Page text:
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Beginner's Introduction to Mead Making
November 14- 15, 2015
Explore the rich history of this fascinating fermented beverage from its ancient origins to its recent rebirth in America during the “Beginner’s Introduction to Mead Making,” short course November 13 and 14, 2015, hosted by the Honey and Pollination Center at the Robert Mondavi Institute for Wine and Food Science, UC Davis.

Attendees will work in the university’s LEED Platinum Winery to make small batches of mead under the supervision of Chik Brenneman, the winemaker for UC Davis; Mike Faul, proprietor of Rabbit’s Foot Meadery in Sunnyvale, Calif.; Ken Schramm, author of The Compleat Meadmaker and owner of Schramm’s Mead in Ferndale, Mich.; Michael Fairbrother, Owner of Moonlight Meadery, based in Londonderry, N. Hamp. and Pete Bakulic, the president of the Mazer Cup.
 
“This course – aimed at the beginner who w
ants to know more – is the first in a series being developed by faculty in the UC Davis Department of Viticulture and Enology and the Honey and Pollination Center,” says Amina Harris, the Center’s Director. “We plan to offer a more advanced course in spring, 2016, targeted to those who have recently started meaderies and those who have been making mead for several years.”
 
A program highlight in the Beginner’s Course is the opportunity to meet and work with prominent mead makers and teachers in an intimate environment.
 
The center has been working with individual mead makers, the American Mead Makers Association, the Mazer Cup and GotMead.com for more than two years to meet the needs of both craft and professional meadmakers
. To further this effort, the UC Davis Department of Viticulture and Enology and the Honey and Pollination Center have submitted a grant to the National Honey Board to investigate paths to a successful mead fermentation. “With the growing interest in mead today, almost no useable research has been brought forward,” says Harris. “We hope to change that."
Bulk Bin Snack Bar Recipe
  • 1 1/2 cups oats
  • 3/4 cup whole almonds
  • 1/2 cup dried cherries (Montmorency preferred – NO added sweetener)
  • 1/3 cup chopped walnuts
  • 1/3 cup pepitas
  • 1/2 cup shredded coconut, unsweetened
  • 1/4 cup shelled sunflower seeds
  • 1/3 cup ground flax seed
  • 1/3 cup honey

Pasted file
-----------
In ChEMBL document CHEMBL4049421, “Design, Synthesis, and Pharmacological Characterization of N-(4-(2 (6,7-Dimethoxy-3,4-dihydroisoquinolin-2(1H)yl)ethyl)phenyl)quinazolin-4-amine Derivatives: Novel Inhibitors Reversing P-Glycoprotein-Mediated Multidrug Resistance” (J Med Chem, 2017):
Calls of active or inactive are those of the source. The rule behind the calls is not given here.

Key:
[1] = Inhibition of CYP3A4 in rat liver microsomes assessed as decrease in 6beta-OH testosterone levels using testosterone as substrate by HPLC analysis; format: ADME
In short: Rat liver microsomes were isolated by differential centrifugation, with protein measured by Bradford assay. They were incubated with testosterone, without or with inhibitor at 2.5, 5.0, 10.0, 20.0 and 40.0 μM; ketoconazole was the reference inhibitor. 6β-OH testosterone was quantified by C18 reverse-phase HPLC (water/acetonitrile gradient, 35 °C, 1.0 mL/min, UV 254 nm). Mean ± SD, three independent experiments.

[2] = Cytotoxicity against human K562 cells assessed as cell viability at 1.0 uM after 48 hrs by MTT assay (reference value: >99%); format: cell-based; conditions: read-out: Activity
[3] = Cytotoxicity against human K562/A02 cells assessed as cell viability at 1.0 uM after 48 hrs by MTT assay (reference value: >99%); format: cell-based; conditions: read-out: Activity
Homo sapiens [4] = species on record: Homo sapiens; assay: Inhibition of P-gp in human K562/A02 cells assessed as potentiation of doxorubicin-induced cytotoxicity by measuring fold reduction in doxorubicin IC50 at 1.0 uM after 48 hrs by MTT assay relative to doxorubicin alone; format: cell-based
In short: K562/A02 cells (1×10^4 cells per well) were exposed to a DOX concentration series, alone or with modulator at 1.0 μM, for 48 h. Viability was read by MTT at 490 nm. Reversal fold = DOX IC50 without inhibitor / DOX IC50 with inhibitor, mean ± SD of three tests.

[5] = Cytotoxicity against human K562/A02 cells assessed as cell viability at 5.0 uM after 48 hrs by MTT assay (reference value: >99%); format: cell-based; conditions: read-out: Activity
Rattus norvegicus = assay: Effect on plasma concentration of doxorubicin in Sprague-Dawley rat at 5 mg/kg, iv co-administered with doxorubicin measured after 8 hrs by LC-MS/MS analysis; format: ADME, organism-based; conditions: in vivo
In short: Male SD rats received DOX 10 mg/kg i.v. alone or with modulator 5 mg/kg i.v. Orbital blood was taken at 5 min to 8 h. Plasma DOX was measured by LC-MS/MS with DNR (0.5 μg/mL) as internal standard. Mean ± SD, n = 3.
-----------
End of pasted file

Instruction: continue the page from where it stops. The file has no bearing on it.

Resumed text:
• 1 cup almond butter  (Plain almond butter – no salt or sugar needed)
  • 1/4 cup unsweetened apple sauce
  1. Line a 10 x 14 inch baking dish with wax paper so that the paper extends over the edges.
  2. Mix all dry ingredients together in a large bowl. Add honey, almond butter, and apple sauce, and combine until it comes together in a big clump.
  3. Dump the clump into the baking dish. Spread and flatten with the back of a wooden spoon. Freeze overnight.
  4. Remove from freezer and cut into bars.
  5. These are best stored in the fridge in a tupperware, with layers separated by wax paper.
From the USDA: Inviting Native Bees to Your Garden

Jan Suzkiw, a Public Affairs Specialist for the USDA, writes that native bees help contribute to the pollination of fruit, vegetable and nut crops, assets totaling nearly $18 Billion.

"Among the actions citizens can take is growing nectar- and pollen-rich flowering plants; another is 'customizing' garden or landscaping areas to make them more hospitable to these pollinators—especially native bees..."

Read the story here.

Looking for plants for your garden? The UC Davis Arboretum Plant Sales are coming up. Click for more details.
Calendar of Upcoming Events:
  • November 13 & 14, 2015 – Beginner’s Introduction to Mead Making
  • February 6, 2016 – Celebration of Pollination: A Mid-Winter Feast
  • February 8 & 9, 2016 – Continuing Meadmaking: A program designed with the experienced mead maker in mind.
  • February 10, 2016 – The Business of Mead Making: Business Plans, TTB issues, Branding, Winery Design and more
  • May 6, 2016 – Bee Symposium: Keeping Bees Healthy. Speakers to be announced!
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at the Robert Mondavi Institute, UC Davis
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Robert Mondavi Institute Sensory Building
392 Old Davis Road
Davis CA, 95616

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